Document ReferencePl E
TitleEstate Papers in the Portland (London) Collection; 1304-1933
Extent740 boxes (approx.)
Content DescriptionSee Pl E1 - E19 below for more detail.

In 1689 Hans Willem Bentinck (1649-1709) was created Earl of Portland by King William III, whom he had accompanied from the Netherlands. He was granted the reversion of estates, commensurate with his new status, at Theobald's in Hertfordshire, Rudheath and Dracklow in Cheshire and Soho in Middlesex. He was also granted the reversion of the Honor of Penrith in Cumberland. In addition he came into possession of Bulstrode in Buckinghamshire in 1706. These estates were inherited by his son Henry, created 1st Duke of Portland (1682-1726), and by Henry's descendants. This collection includes papers dating up to the late 1920s, during the life of William J.A.C.J. Cavendish-Bentinck, 6th Duke of Portland (1857-1943).

The growth of the Portlands' estate was due largely to inheritance on marriage. Perhaps the most significant marriage was that of William Bentinck, 2nd Duke of Portland (1709-1762), to Lady Margaret Cavendish Harley (1715-1785), daughter of Edward Harley, 2nd Earl of Oxford and Mortimer (1689-1741) and his wife, Lady Henrietta Cavendish Holles (1694-1755). The 2nd Earl of Oxford (through his wife) had owned the Wimpole estate in Cambridgeshire; papers relating to this estate passed to the Dukes of Portland even though it had been sold in 1740. The marriage brought to the Portlands the Welbeck estate in Nottinghamshire and Derbyshire, the Marylebone estate in Middlesex, the former Ogle estates in Northumberland, and further lands elsewhere. Estates in Hampshire and in Scotland were also inherited in this way. In addition, the Dukes of Portland purchased further estates.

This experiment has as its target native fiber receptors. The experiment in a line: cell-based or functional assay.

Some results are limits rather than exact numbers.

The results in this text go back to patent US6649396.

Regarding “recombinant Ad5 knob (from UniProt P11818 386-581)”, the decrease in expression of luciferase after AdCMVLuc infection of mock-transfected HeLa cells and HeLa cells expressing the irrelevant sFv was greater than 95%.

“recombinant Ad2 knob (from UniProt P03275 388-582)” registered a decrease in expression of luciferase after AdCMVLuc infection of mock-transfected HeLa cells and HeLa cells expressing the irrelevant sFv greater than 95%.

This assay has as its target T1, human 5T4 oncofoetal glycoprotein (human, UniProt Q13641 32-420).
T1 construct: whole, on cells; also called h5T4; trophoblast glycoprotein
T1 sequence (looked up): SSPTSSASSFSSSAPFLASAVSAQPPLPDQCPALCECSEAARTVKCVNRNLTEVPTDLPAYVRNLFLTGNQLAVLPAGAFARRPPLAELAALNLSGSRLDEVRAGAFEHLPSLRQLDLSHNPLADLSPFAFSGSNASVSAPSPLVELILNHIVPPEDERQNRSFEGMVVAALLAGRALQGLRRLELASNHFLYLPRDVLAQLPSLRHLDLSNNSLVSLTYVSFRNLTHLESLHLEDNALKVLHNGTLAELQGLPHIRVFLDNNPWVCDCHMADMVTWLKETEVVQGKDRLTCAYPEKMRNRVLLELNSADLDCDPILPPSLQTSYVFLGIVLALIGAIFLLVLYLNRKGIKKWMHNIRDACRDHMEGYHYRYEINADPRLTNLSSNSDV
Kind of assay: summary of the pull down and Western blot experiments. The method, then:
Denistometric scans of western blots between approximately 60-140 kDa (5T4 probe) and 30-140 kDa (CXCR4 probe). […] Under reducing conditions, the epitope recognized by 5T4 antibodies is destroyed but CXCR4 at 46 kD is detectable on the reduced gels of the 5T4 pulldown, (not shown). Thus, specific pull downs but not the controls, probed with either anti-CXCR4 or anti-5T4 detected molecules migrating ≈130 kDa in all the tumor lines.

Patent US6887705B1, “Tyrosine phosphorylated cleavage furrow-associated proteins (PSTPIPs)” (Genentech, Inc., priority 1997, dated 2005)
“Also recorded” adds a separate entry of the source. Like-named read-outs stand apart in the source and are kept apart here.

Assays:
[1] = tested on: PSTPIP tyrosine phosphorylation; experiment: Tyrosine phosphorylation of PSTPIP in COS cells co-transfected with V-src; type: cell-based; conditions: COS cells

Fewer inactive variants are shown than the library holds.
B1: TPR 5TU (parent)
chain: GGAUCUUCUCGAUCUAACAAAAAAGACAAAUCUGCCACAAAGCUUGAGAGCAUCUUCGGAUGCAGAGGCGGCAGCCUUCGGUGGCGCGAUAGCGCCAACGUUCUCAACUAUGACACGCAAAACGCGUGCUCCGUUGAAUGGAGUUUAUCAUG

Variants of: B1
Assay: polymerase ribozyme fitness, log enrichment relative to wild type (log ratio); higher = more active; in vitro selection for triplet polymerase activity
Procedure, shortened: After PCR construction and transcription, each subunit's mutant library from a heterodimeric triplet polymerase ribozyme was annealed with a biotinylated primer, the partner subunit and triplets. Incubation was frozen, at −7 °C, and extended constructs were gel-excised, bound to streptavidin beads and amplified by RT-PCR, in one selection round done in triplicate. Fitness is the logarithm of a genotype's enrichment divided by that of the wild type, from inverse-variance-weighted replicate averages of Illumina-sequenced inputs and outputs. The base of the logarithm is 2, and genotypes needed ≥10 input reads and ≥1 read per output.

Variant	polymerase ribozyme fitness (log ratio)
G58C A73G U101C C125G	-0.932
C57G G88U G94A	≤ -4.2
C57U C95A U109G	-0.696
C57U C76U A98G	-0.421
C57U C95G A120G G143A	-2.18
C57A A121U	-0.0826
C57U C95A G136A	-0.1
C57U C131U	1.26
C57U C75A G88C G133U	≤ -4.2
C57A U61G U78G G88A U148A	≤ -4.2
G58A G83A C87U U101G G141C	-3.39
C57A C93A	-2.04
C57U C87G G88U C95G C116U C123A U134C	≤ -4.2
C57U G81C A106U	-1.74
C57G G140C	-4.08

Messrs Baileys, Shaw and Gillett of 5 Berners Street, London, solicitors to the Dukes of Portland from the mid-1830s, inherited the earlier records in this collection from the Dukes' previous agents in London.

The collection begins with medieval deeds and runs to the formation of the Welbeck Estate Company Limited in 1926-27, with occasional later items. In between are purchases and sales covering estates from Hampshire to Caithness-shire. Property movements included losses such as the break-up and piecemeal sale of the Soho estate in the late 18th century, and the sale of Bulstrode to the Dukes of Somerset in 1810. Besides the estates inherited through marriage, smaller estates were often purchased to consolidate the family's holdings. The papers relating to the purchase of estates often include previous title deeds and settlements relating to the family of the vendor.

The 18th century material in this collection covers the 'paternal' Bentinck estates (Soho in Middlesex, Theobald's in Hertfordshire and Bulstrode in Buckinghamshire) more fully than the estates in the Midlands. It also includes estate records such as rentals, accounts, manor court rolls and correspondence as well as leases and title deeds.

19th and early 20th century records concentrate on coal in Nottinghamshire and Derbyshire, and around Ashington in Northumberland, and also on public work schemes and urban development. In the period 1890-1930 there are many sales, particularly to the owner-occupiers of plots of land which were developed into streets in the pit villages and towns. There is also a large section of litigation related to mines and minerals, and sections relating to railway developments, ecclesiastical presentations, rectories, enclosure and estate improvements. Much of the collection at this time is focused on Nottinghamshire and Derbyshire.

The series has been catalogued in sections according to the geographical focus of the papers. Within sections the material is arranged chronologically. Many of the late 19th and 20th century papers, particularly in Nottinghamshire and Derbyshire, are bundles of conveyancing papers and correspondence and have not been catalogued at item level.
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